### Video Transcript

A body of mass five kilograms is
moving under the action of the force π
measured in newtons. Its position vector after π‘
seconds is given by π« equals nine π‘ cubed π’ plus eight π‘ squared π£ meters. Find the work done by the force π
over the interval π‘ is greater than or equal to zero and less than or equal to
one.

When calculating the work done by
variable forces, we need to use integration. The work done in the first π‘
seconds is equal to the definite integral between zero and π‘ of the dot product of
π
and π― with respect to π‘. The problem we have here is we know
what π‘ is going to be. Itβs going to be equal to one. But we donβt currently have a
vector for velocity or force.

We do, however, have a vector for
displacement or position of the object at π‘ seconds. And by recalling the fact that
velocity is rate of change of the displacement or position of an object over a given
time, we know that we can find π― by differentiating our vector for π« with respect
to π‘.

Now we can do this for both the π’-
and π£-components separately. So weβre going to differentiate
nine π‘ cubed with respect to π‘. To achieve this, we multiply the
entire term by the exponent and reduce that exponent by one. So we get 27π‘ squared. Similarly, when we differentiate
eight π‘ squared with respect to π‘, we get two times eight π‘, which is 16π‘. And thatβs great because we now
have a vector that describes the velocity of our body. But what about the force?

Well, here we recall the equation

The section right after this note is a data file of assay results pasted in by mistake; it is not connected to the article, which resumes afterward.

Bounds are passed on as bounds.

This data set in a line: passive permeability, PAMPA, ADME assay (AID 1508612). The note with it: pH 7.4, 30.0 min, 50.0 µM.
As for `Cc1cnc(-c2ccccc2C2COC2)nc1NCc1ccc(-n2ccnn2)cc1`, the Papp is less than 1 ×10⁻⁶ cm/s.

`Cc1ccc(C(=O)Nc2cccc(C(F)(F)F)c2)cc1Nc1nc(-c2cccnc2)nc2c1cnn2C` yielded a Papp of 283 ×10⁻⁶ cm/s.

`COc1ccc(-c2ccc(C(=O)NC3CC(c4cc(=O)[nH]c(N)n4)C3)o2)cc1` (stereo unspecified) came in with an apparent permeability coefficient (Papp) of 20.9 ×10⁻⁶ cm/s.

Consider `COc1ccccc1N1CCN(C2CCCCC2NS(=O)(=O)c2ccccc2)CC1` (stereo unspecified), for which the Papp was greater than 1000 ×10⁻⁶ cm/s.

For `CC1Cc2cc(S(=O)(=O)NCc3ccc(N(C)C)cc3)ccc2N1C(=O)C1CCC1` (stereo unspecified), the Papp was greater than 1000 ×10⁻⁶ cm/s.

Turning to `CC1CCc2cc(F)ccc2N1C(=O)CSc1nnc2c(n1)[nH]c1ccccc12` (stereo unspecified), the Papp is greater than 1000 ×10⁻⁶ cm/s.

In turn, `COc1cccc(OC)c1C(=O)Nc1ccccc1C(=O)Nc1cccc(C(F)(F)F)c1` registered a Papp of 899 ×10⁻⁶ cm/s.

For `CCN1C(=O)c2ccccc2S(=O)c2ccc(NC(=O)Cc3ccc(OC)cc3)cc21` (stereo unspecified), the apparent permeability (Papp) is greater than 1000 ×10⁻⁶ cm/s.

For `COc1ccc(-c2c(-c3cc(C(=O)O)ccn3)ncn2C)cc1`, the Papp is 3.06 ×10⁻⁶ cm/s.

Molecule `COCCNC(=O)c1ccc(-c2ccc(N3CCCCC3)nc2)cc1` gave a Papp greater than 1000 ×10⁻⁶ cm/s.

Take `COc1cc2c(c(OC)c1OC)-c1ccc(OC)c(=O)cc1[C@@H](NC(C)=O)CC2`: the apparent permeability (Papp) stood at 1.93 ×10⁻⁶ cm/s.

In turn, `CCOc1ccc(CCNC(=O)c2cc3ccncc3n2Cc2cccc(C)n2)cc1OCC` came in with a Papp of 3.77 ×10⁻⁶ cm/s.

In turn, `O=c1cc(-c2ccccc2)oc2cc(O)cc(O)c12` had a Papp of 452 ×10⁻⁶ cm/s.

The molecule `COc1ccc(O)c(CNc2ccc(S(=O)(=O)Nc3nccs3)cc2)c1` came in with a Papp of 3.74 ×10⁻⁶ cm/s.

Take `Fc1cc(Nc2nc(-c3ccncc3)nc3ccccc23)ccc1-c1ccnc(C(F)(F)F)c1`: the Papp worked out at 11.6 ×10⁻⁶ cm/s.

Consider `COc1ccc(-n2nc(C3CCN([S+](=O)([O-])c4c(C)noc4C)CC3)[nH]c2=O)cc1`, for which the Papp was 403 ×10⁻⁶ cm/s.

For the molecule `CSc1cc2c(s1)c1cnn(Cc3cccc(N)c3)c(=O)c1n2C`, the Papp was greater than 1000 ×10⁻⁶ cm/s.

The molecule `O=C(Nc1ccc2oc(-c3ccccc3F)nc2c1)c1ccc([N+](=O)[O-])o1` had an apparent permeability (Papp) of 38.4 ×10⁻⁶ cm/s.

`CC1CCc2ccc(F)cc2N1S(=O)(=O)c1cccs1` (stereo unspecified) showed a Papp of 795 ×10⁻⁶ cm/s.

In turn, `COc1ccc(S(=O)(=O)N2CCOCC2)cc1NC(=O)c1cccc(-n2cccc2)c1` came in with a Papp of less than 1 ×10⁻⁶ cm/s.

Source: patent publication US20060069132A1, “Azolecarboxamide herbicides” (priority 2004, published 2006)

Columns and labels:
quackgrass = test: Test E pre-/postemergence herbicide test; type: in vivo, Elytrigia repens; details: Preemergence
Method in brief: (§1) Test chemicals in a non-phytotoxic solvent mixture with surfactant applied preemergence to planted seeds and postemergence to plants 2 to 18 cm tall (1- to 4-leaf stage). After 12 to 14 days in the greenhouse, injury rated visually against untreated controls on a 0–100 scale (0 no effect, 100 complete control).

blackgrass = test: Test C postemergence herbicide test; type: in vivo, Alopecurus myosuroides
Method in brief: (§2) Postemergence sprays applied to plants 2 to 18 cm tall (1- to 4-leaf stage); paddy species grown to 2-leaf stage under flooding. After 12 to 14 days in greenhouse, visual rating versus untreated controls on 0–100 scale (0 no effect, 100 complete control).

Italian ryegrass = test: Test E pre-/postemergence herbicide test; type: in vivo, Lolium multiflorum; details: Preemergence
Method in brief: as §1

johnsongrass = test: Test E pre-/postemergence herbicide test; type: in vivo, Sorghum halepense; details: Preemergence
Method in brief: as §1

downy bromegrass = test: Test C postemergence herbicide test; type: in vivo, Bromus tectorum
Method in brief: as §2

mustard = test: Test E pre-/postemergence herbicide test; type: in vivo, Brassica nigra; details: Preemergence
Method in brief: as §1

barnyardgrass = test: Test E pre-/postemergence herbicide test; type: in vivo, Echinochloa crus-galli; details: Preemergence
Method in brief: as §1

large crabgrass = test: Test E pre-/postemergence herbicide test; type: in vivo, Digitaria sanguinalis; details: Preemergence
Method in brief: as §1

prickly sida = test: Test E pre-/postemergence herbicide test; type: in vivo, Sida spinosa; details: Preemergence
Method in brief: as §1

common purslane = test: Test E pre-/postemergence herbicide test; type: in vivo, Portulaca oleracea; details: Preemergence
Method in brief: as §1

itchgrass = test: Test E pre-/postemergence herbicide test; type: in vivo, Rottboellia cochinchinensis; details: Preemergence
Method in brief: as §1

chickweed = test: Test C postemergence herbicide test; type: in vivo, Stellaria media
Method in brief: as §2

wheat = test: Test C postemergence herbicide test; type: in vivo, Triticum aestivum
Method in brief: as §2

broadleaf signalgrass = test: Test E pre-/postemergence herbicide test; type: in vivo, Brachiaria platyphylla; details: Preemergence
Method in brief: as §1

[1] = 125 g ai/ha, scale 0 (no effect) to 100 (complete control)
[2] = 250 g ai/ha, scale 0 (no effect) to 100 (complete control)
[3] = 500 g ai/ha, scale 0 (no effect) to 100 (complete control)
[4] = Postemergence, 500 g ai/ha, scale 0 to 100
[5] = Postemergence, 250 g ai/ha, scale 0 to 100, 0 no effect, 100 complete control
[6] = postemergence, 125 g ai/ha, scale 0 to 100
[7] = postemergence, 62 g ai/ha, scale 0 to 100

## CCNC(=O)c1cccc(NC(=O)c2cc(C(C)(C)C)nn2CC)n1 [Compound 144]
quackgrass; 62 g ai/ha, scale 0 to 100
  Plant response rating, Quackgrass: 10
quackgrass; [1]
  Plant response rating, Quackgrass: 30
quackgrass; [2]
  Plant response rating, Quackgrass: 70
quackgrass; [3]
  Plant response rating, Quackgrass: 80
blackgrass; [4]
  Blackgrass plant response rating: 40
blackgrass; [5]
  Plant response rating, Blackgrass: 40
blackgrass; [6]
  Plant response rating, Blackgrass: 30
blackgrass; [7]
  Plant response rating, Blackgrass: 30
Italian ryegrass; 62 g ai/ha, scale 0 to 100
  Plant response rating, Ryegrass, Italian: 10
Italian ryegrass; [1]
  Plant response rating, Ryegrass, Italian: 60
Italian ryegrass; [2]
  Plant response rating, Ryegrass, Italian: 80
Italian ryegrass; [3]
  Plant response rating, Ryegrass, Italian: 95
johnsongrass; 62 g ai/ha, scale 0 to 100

π
equals ππ. Force is equal to the mass times
the acceleration. Itβs important to realize that this
equation holds when π
and π are vectors too. Now acceleration is the change in
velocity with respect to time. So we can say that π is the
derivative of π― with respect to π‘.

And once again, we can
differentiate the π’-component and the π£-component separately. The derivative of 27π‘ squared is
two times 27π‘. So thatβs 54π‘. And then the derivative of 16π‘ is
16. So we now have a vector that
describes the acceleration of the body.

We know the body has a mass of five
kilograms. So the force is equal to five times
the vector for acceleration. Thatβs five times 54π‘π’ plus 16π£,
which is 270π‘π’ plus 80π£ newtons.

Remember, we said that, to find the
work done, weβre going to integrate the dot product of π
and π―. To find the dot product of π
and
π―, we multiply the π’-components. So thatβs 270π‘ times 27π‘
squared. And we add the product of the
π£-components. So thatβs 80 times 16π‘. And we find that π
dot π― is
7290π‘ cubed plus 1280π‘.

The work done is then the definite
integral between zero and one of 7290π‘ cubed plus 1280π‘ with respect to π‘. To integrate each term, we add one
to the exponent and then divide by that new value. So the integral of 7290π‘ cubed is
7290π‘ to the fourth power over four. And the integral of 1280π‘ is
1280π‘ squared over two. This simplifies to 3645 over two π‘
to the fourth power plus 640π‘ squared. Substituting π‘ equals one and π‘
equals zero, and we get 3645 over two plus 640 all minus zero, which is 2462.5.

Our force was measured in
newtons. And our displacement or position
was measured in meters. So the work done must be measured
in joules. And the answer is 2462.5
joules.